In 1926 William Fox of the Fox Film Corporation, ultimately becoming the Twentieth Century Fox we're more familiar with today, persuaded Friedrich Wilhelm Murnau to emigrate from his German homeland to the shores of the United States of America. The economics of the German state at that point in time made movie production almost financially impossible, the shadow of a fascist regime was on the horizon and Hollywood, then as today, had the allure of bright lights, enormous amounts of cash and, perhaps more importantly to Murnau, a wider audience who would ultimately see his movies.
His expressionist work in Germany had already brought the world some incredible features. His perhaps best known, Nosferatu, The Last Laugh and my personal favourite Faust, shows us a director intent on artistic integrity, melancholy writing, cinematography comrising of shadows and angles and a social awareness which just was not apparent in the US daily editions of the latest Keystone Cops adventure. Fox wanted Murnau not just for his recognised talent but also to try and add some artistic weight to his studio's output.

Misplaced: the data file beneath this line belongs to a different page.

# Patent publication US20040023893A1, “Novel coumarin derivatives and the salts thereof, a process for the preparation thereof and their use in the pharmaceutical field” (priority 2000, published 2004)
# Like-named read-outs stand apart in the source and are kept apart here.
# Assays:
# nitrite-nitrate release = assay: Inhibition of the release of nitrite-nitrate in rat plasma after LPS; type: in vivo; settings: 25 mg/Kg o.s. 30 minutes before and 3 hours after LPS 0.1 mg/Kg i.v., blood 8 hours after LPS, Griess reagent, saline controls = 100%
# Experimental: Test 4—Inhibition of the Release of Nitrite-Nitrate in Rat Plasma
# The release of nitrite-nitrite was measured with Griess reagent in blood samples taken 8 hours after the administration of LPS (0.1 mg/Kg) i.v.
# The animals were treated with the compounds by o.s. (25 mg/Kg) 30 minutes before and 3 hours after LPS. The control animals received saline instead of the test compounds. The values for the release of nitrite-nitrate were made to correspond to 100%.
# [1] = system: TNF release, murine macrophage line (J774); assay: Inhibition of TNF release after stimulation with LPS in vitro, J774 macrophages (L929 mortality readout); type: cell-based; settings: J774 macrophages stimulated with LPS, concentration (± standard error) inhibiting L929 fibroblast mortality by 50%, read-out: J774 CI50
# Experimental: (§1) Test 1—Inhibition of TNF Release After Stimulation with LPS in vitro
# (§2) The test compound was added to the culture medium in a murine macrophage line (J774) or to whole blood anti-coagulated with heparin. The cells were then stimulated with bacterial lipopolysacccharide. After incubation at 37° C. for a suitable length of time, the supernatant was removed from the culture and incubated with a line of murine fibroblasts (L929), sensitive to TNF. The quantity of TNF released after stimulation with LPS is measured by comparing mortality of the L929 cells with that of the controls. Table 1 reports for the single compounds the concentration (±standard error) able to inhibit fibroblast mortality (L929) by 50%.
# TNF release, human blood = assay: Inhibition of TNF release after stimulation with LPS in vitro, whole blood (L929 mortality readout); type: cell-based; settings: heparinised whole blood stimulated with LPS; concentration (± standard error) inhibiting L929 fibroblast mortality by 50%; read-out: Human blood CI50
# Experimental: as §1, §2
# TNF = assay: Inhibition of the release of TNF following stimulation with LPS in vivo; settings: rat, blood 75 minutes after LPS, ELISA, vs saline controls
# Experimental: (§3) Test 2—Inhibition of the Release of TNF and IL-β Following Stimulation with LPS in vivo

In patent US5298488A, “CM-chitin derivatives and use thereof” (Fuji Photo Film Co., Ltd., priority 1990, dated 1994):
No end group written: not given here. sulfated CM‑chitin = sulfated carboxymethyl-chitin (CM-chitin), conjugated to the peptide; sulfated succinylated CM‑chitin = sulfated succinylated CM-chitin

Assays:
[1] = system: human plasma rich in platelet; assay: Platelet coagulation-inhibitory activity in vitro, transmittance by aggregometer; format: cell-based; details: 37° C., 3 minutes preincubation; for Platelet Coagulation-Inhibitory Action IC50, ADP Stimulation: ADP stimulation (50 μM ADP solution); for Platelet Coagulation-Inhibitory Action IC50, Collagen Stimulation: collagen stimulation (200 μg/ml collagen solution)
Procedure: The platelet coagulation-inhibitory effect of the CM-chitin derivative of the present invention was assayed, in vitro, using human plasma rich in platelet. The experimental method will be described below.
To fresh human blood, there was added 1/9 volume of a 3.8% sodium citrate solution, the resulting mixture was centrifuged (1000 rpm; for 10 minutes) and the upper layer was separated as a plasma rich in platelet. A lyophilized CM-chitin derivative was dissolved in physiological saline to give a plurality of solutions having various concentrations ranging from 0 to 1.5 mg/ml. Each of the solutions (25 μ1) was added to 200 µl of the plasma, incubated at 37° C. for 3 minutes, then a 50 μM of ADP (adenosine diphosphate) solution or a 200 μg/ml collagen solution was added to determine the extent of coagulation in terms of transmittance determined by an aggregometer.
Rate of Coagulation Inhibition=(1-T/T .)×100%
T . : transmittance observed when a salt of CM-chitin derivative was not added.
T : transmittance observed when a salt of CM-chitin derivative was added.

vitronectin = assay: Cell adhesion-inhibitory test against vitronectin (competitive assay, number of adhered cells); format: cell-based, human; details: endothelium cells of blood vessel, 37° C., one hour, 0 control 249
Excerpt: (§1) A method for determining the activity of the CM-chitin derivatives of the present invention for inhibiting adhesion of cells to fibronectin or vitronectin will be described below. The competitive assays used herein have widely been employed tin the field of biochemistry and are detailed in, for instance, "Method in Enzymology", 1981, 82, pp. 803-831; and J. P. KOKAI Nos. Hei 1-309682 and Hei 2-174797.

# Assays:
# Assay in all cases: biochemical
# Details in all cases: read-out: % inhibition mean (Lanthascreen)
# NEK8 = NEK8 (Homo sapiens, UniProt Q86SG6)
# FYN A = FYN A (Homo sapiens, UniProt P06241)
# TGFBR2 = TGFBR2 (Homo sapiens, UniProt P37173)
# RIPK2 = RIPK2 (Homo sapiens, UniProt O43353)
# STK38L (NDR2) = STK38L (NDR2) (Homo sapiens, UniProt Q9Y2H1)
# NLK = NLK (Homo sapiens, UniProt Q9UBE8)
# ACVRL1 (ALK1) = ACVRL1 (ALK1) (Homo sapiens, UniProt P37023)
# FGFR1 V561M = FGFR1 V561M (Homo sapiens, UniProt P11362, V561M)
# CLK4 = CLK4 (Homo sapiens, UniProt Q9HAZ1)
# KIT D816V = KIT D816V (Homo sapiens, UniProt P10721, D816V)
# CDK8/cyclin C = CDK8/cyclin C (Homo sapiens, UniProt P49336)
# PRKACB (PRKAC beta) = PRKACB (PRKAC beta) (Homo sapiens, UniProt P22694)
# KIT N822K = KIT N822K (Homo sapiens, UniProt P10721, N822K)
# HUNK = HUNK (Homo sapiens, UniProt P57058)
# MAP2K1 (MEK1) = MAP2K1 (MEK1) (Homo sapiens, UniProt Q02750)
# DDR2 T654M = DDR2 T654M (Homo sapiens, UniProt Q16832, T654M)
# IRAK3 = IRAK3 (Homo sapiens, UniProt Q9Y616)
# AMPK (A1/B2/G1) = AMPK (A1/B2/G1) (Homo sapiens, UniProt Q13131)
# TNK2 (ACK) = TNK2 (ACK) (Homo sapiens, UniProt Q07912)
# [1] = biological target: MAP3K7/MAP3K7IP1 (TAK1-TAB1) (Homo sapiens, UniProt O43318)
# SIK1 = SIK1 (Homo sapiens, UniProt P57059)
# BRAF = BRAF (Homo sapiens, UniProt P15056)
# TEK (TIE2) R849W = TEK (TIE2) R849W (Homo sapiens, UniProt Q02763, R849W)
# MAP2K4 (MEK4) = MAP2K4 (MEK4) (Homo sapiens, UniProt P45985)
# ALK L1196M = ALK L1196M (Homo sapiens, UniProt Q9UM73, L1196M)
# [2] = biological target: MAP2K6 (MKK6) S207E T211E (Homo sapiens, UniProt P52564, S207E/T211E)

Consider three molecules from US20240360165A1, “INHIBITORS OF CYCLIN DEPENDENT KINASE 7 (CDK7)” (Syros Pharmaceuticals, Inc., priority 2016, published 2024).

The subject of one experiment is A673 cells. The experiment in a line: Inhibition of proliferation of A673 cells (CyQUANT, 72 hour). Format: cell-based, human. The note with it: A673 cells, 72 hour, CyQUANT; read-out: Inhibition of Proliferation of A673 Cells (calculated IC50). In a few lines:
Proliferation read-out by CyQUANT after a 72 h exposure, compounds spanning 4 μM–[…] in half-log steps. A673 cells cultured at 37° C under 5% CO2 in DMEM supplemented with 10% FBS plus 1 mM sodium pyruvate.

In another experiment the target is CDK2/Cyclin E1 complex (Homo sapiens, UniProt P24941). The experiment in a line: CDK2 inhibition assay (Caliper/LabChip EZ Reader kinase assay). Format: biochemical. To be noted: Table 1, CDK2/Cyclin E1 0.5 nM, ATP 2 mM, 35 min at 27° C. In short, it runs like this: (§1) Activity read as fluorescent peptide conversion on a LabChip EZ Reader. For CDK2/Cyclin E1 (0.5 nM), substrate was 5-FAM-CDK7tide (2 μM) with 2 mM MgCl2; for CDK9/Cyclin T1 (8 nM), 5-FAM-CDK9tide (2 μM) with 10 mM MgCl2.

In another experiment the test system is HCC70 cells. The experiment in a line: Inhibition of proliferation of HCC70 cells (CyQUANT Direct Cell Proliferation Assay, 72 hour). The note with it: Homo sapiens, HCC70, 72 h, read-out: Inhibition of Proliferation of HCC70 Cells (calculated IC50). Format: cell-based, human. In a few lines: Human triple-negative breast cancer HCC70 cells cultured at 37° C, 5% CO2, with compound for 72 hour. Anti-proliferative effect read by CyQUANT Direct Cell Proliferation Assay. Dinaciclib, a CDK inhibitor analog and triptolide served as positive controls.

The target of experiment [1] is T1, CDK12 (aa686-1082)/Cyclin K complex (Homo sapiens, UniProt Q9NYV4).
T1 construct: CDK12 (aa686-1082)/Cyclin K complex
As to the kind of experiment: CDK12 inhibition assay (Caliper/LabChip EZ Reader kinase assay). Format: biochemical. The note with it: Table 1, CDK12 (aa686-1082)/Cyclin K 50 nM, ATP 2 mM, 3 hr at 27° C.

During his tenure there Murnau would only direct four films before his untimely demise in a car accident in 1931; Murnau would only have been 42 years of age. It would have been interesting to have seen his next movements in the film industry though. The onset of the talkie was somewhat of a blight to a man who would tell his stories purely by the moving image itself; cinema in its purest form. As far as Murnau was concerned the spoken word was not needed. The technology to bring those spoken words to the film though hindered his filming style; the camera had to be more or less fixed in place, covered by bulky and obtrusive boxes to dampen the sound. The flowing nature of some of his tracking shots would be curtailed with movement being at a minimum, and he felt this restricted his choices as an artist: it was not for him.
He produced his first feature for Fox the year following his emigration, the now widely acclaimed Sunrise. A simple enough story of nature against city, naive against worldly wise, the seduction of one man by the vampish allure of a woman from the city. His second, 4 Devils, is alas lost and it is his penultimate US film that is discussed here: City Girl.
In some ways City Girl closely resembles the original, simple plot of his earlier Sunrise although the tables are turned somewhat. The man, Lem (Charles Farell) travels to the city (and en route rejects the advances of a steamy vamp on the train) to sell the family's wheat crop. Whilst there he falls in love with, and marries Kate (Mary Duncan). After selling the crop they return home, he to return to work on his father's farm, her to live the life in the country she has often longed for.